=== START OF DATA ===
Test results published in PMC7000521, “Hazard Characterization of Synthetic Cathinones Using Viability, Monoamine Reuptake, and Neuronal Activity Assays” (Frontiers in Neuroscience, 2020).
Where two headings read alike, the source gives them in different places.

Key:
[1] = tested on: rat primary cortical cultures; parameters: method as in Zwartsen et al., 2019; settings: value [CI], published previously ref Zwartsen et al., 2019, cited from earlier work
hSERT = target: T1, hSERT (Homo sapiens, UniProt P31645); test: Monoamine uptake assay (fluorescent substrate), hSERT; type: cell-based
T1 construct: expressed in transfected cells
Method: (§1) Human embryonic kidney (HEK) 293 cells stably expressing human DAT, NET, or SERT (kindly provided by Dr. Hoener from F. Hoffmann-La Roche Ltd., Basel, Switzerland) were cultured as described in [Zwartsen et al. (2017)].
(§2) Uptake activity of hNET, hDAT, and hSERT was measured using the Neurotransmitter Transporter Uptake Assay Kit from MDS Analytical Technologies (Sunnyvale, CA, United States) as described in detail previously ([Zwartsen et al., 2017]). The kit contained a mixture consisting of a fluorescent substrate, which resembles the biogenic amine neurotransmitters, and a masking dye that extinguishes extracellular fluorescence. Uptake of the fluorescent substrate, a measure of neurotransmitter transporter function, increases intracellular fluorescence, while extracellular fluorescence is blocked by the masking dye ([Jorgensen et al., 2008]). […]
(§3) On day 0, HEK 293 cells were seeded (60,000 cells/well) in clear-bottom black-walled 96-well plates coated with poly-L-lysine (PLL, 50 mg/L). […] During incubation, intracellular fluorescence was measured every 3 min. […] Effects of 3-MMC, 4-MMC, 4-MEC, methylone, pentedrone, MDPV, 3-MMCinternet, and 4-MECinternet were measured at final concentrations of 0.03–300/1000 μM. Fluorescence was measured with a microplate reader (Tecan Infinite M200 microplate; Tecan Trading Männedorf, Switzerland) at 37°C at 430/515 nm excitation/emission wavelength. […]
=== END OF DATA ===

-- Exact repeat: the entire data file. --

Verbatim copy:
Test results published in PMC7000521, “Hazard Characterization of Synthetic Cathinones Using Viability, Monoamine Reuptake, and Neuronal Activity Assays” (Frontiers in Neuroscience, 2020).
Where two headings read alike, the source gives them in different places.

Key:
[1] = tested on: rat primary cortical cultures; parameters: method as in Zwartsen et al., 2019; settings: value [CI], published previously ref Zwartsen et al., 2019, cited from earlier work
hSERT = target: T1, hSERT (Homo sapiens, UniProt P31645); test: Monoamine uptake assay (fluorescent substrate), hSERT; type: cell-based
T1 construct: expressed in transfected cells
Method: (§1) Human embryonic kidney (HEK) 293 cells stably expressing human DAT, NET, or SERT (kindly provided by Dr. Hoener from F. Hoffmann-La Roche Ltd., Basel, Switzerland) were cultured as described in [Zwartsen et al. (2017)].
(§2) Uptake activity of hNET, hDAT, and hSERT was measured using the Neurotransmitter Transporter Uptake Assay Kit from MDS Analytical Technologies (Sunnyvale, CA, United States) as described in detail previously ([Zwartsen et al., 2017]). The kit contained a mixture consisting of a fluorescent substrate, which resembles the biogenic amine neurotransmitters, and a masking dye that extinguishes extracellular fluorescence. Uptake of the fluorescent substrate, a measure of neurotransmitter transporter function, increases intracellular fluorescence, while extracellular fluorescence is blocked by the masking dye ([Jorgensen et al., 2008]). […]
(§3) On day 0, HEK 293 cells were seeded (60,000 cells/well) in clear-bottom black-walled 96-well plates coated with poly-L-lysine (PLL, 50 mg/L). […] During incubation, intracellular fluorescence was measured every 3 min. […] Effects of 3-MMC, 4-MMC, 4-MEC, methylone, pentedrone, MDPV, 3-MMCinternet, and 4-MECinternet were measured at final concentrations of 0.03–300/1000 μM. Fluorescence was measured with a microplate reader (Tecan Infinite M200 microplate; Tecan Trading Männedorf, Switzerland) at 37°C at 430/515 nm excitation/emission wavelength. […]